• A hat with a wide brim. This works better than a baseball cap or visor for shielding your whole face from the sun.
  • Sunglasses that block both UVA and UVB rays.
  • Long-sleeved shirts and long pants.
  • Loose-fitting, unbleached, tightly woven fabrics.
  • Special clothing that absorbs UV rays.3

Don’t forget to protect those parts of your body that may be in constant sunlight--- your nose, forehead, and eyes.  Questions about sun-protection products or other ways to protect your family in the sun? Remember, talk to your friendly pharmacy team—your ready resource.

 

 

 

Nothing herein constitutes medical advice, diagnosis or treatment, or is a substitute for professional advice.  You should always seek the advice of your physician or other medical professional if you have questions or concerns about a medical condition.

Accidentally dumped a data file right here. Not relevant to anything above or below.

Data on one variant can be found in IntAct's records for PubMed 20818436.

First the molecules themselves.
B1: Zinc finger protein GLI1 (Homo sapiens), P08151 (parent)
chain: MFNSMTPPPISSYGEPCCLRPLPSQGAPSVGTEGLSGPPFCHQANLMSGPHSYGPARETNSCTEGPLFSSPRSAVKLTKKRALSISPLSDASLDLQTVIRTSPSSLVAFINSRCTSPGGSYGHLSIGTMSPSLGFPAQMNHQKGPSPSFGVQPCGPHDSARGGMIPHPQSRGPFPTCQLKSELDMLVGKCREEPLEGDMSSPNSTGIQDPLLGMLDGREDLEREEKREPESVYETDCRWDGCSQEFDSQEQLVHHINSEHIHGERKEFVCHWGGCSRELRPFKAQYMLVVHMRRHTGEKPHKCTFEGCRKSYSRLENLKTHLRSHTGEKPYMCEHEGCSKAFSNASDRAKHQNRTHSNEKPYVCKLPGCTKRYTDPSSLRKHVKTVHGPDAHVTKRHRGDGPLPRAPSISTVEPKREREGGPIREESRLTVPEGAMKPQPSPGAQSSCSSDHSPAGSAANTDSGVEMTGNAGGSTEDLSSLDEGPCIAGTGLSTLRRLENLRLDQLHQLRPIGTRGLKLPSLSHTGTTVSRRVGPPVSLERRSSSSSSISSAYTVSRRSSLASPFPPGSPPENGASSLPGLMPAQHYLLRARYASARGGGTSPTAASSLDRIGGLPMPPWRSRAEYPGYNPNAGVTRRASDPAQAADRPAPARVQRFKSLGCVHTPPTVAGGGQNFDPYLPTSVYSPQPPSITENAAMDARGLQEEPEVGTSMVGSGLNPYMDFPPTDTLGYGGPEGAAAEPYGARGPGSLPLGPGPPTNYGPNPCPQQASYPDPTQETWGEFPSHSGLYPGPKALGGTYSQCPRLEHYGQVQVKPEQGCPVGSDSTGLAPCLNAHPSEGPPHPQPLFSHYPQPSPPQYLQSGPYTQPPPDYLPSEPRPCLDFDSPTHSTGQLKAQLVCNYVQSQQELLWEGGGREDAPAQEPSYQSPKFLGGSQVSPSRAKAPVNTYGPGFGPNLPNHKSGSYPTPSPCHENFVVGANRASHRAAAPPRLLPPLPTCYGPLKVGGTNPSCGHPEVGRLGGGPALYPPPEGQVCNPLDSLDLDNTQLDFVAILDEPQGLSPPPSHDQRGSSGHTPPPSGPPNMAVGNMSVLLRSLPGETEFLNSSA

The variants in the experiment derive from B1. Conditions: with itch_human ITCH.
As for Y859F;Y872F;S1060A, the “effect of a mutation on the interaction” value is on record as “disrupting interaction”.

Sources:

  1. CDC: “The Surgeon General’s Call to Action to Prevent Skin Cancer.” Available at: https://www.cdc.gov/cancer/skin/pdf/consumer-booklet.pdf Accessed 6-6-17.
  2. American Academy of Dermatology: “Sunscreen FAQs.” Available at: https://www.aad.org/media/stats/prevention-and-care/sunscreen-faqs Accessed 6-6-17.
  3. MedlinePlus: “Sun Protection.” Available at: https://medlineplus.gov/ency/patientinstructions/000378.htm Accessed 6-6-17.
  4. FDA: “5 Tips for a Healthy Vacation.” Available at: https://www.fda.gov/ForConsumers/ConsumerUpdates/ucm389469.htm Accessed 6-6-17.
3Jun/170

Men and Hearing Loss

“You don’t know what you got till it’s gone.” Depending upon your age, these words may recall the lyrics of a 1970s folk song by Joni Mitchell. But you might want to listen up and consider these words another kind of warning—especially if you’re a man.